25 posts tagged "Alberta Ferretti"
Cate Blanchett is one of the all-time greats when it comes to red-carpet style. She usually nails it (we’ll look past the ill-received gold fringed Balenciaga gown worn at the 2007 Costume Institute Gala), even at events that are not exactly high-profile. For the 30th anniversary of SKII skincare in Tokyo, the actress—who is also a brand ambassador—wore a scarlet Alberta Ferretti shift with beaded shoulders, which she accessorized with a neat teased ‘do. Judging by images of other honorees in similarly hued frocks, the color might have been a requirement. We think the entire look is tough-chic done right. What about you? Is there another red dress you would have picked for her instead?
With the announcement of the Golden Globe nominations this morning, awards season has officially begun. And while many are furiously debating who’ll make it up to the Beverly Hilton hotel stage to collect their statuette, we’re more concerned with the action outside—the red carpet. What are this year’s crop of nominees going to wear?
Nine‘s Marion Cotillard is a no-brainer: She’s a Dior girl, fronting the house’s campaign for the Lady Dior bag; here’s hoping Galliano puts together something suitably shocking for her bravura turn as Nine‘s neglected wife. (We’d wish for a half-on, half-off Fall ’09 Couture look—perfectly appropriate for the flick’s many bedroom scenes—but January in L.A. can be chilly.) Her co-star and co-nominee Penélope Cruz tends to favor long, elegant gowns (vintage Balmain to the Oscars in 2009, pictured; Versace a few years before), and there’ll likely be more of the same. Likewise from Meryl (twice nominated for Julie & Julia and It’s Complicated): We can see her in a sensible Alberta Ferretti (again) or maybe Carolina.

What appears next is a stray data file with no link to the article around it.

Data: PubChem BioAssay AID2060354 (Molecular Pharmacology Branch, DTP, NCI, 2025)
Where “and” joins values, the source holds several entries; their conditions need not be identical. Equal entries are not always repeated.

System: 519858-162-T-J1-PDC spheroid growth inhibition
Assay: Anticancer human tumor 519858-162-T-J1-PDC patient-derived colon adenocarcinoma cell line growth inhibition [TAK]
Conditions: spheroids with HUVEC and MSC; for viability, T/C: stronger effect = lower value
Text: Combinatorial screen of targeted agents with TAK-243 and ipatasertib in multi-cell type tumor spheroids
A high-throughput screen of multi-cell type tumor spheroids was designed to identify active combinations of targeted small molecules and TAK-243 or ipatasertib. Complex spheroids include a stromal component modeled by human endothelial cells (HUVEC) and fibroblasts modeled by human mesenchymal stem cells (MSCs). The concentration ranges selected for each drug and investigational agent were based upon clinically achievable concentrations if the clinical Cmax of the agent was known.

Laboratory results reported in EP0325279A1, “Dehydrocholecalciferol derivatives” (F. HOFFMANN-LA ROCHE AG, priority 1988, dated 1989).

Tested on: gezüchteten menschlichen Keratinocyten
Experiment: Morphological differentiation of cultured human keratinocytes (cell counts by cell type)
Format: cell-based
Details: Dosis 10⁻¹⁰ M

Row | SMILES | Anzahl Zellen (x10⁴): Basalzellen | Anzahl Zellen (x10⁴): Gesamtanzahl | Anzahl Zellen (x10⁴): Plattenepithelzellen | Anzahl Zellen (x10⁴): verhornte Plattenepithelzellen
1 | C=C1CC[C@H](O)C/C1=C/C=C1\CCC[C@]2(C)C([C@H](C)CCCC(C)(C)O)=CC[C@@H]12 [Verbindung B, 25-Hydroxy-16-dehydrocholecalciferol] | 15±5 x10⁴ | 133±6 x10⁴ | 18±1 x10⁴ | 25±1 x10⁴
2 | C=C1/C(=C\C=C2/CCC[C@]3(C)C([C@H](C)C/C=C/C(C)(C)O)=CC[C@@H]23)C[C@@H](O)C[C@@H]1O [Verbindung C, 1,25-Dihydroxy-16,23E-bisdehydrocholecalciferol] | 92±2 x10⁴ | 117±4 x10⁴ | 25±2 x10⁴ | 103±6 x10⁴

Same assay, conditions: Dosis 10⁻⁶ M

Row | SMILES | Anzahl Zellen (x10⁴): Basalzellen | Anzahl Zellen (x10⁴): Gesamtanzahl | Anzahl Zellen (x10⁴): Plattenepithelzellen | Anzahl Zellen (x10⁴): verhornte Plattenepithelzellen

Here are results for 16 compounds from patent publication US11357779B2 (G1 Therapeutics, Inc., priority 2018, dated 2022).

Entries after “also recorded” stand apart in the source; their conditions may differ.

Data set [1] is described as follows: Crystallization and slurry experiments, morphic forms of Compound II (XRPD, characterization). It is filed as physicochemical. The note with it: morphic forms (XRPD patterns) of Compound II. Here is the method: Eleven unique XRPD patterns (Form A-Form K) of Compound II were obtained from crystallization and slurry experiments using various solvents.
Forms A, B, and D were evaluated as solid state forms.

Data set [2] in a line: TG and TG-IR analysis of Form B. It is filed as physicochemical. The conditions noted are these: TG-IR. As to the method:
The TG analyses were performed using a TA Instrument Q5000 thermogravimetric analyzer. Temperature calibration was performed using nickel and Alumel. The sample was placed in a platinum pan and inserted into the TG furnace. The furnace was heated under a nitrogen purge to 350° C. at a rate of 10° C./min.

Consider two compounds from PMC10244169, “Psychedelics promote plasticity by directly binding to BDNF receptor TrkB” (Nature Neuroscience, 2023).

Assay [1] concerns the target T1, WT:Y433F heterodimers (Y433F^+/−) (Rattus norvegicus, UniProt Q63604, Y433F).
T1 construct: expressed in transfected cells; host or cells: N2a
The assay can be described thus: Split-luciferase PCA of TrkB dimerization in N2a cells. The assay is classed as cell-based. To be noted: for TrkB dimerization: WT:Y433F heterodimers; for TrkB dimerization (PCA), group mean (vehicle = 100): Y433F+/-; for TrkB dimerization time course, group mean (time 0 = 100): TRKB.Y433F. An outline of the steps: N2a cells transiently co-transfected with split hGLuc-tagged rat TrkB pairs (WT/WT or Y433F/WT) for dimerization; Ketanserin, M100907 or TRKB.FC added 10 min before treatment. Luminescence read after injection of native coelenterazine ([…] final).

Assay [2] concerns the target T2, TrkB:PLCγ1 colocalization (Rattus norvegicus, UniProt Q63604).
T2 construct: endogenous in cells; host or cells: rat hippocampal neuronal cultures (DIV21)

Luckily, it’s a great year for young actresses to shake things up. Emily Blunt, nominated for her portrayal of Queen Victoria, would look great in a simple, regal gown—maybe an Alexis Mabille? Carey Mulligan (An Education) has been stepping out in Prada, where she could pick a crystal-studded stunner. (Careful not to outshine Shia.) And Precious‘ Gabourey Sidibe—a first-time nominee—has been opting for jewel tones in her many appearances to promote the movie. She’d look great in a gem-colored Devi Kroell from pre-fall ’09.
On the TV side, there’s bound to be the requisite dose of Mad Men proper. Betty Draper cut loose this season, ditching Don and heading for Reno—any chance nominee January Jones will, too? We’d love to see a little Vegas gold, especially for an actress who’s played the Grace Kelly card so often. (And, while we’re on the subject, no nomination for Mad Men‘s Elisabeth Moss?)
But there are upstarts here, too. If anyone can pull off evening shorts or a jumpsuit to an awards show, it’s gotta be Big Love nominee Chloë Sevigny. Ditto Drew, who’s making the rounds for Grey Gardens with her co-star and co-nominee Jessica Lange one final time. (The pair was nominated for Emmys, too; Lange won.) Call us literalists, but wouldn’t it be great to see Barrymore and Lange—who played Big Edie and Little Edie Beale, the quintessential cat ladies of the twentieth century—in feline frocks from Miu Miu’s kitty collection?